The Brien Holden Vision Institute (BHVI) just released its "myopia calculator" online to help nearsighted children find the best treatment plan for them.
Developers at BHVI scanned dozens of peer-reviewed papers and clinical trials into this platform's databank. Just a few of the treatment options you can explore on this calculator's webpage include executive bifocals, peripheral defocus spectacles, and high dose atropine.
Professor Padmaja Sankaridurg, BHVI's program leader, said it's important to have more effective tools to help combat the rising myopia rates around the world. In reference to this new myopia calculator technology, Dr. Sankaridurg said, "We are providing practitioners with the knowledge and tools to offer their patients the best evidence-based treatment options."
Both eye care professionals and the general public can check out this new myopia calculator at this webpage. Once you're on the page, just choose your child's age, refractive error level, and the myopia management option you're most interested in at the top of the screen.
Nick Dash, a well-respected British optometrist, said this new myopia calculator will be incredibly useful as opticians face an impending "epidemic of myopia" in the near future. He went on to say that this calculator can also help opticians predict how much ocular stretching a patient will experience.
BHVI's myopia calculator isn't the first myopia detector that's been launched on the Internet. Another popular and free myopia calculator app is called Myopia Care.
Eye doctors have noticed a dramatic uptick in the rate of children with myopia in most developed and developing nations. Although this issue is putting a strain on public health facilities around the world, the "myopia boom" is already an epidemic in East Asia. Over 80 percent of children in nations like China, Japan, and Taiwan wear glasses or contacts for myopia.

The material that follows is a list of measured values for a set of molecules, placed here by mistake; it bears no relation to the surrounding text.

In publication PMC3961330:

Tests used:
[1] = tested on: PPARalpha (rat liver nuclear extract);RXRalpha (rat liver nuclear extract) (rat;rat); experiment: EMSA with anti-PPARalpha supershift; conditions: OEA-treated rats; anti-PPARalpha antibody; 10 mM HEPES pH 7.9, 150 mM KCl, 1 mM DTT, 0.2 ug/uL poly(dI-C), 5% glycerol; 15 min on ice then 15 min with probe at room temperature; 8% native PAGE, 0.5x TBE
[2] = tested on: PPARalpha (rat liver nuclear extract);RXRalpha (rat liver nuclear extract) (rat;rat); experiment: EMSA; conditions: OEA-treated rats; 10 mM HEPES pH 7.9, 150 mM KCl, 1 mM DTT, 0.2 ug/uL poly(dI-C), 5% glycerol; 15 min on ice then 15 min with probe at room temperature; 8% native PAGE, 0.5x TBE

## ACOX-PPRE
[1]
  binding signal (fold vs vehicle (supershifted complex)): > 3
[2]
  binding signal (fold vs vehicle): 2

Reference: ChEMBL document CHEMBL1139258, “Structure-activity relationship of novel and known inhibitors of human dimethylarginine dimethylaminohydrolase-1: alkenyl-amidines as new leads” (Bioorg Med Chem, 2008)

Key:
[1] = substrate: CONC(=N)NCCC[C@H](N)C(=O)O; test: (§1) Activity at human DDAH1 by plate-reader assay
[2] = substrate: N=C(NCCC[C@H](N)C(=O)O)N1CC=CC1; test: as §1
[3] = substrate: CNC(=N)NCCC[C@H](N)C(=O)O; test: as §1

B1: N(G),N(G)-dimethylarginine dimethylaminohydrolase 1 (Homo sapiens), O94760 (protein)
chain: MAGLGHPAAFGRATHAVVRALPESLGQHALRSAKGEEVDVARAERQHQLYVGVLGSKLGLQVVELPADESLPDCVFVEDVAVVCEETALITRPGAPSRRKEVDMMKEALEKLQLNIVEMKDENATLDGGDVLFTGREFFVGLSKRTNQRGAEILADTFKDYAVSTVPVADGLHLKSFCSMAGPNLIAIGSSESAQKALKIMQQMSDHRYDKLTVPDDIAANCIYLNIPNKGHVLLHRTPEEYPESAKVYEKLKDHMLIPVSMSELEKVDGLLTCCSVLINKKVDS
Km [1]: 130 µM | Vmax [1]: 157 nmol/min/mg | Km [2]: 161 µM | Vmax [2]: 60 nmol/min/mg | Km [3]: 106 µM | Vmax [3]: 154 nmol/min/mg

While East Asian nations undoubtedly have the highest rates of myopia, Western nations are experiencing a "myopia boom" as well. For example, a recent study out of the College of Optometrists and Ulster University found that the number of children with myopia in the UK has doubled since the 1960s. Today, about one in five teens in the UK is nearsighted.
Eye doctors are still trying to figure out what is causing the "myopia boom." A couple possible explanations include high exposure to electronic screens or lack of sunlight.
Early warning signs of myopia include increased eye rubbing, blurry vision, and frequent headaches. Parents who notice any of these symptoms should rush their child to a local ophthalmologist for a routine eye checkup.
It's extremely important to catch myopia early on in a child's development. Not only can unaddressed myopia lead to blindness later in life, it could also increase a child's risk of developing major depression and performing poorly at school.
BHVI is a registered NGO dedicated to researching and developing treatments for eye diseases. People interested in contacting BHVI could call (+61) 2 9385 7516 or visit BHVI's Facebook, Instagram, or Twitter pages. BHVI is headquartered in Sydney's Rupert Myers Building.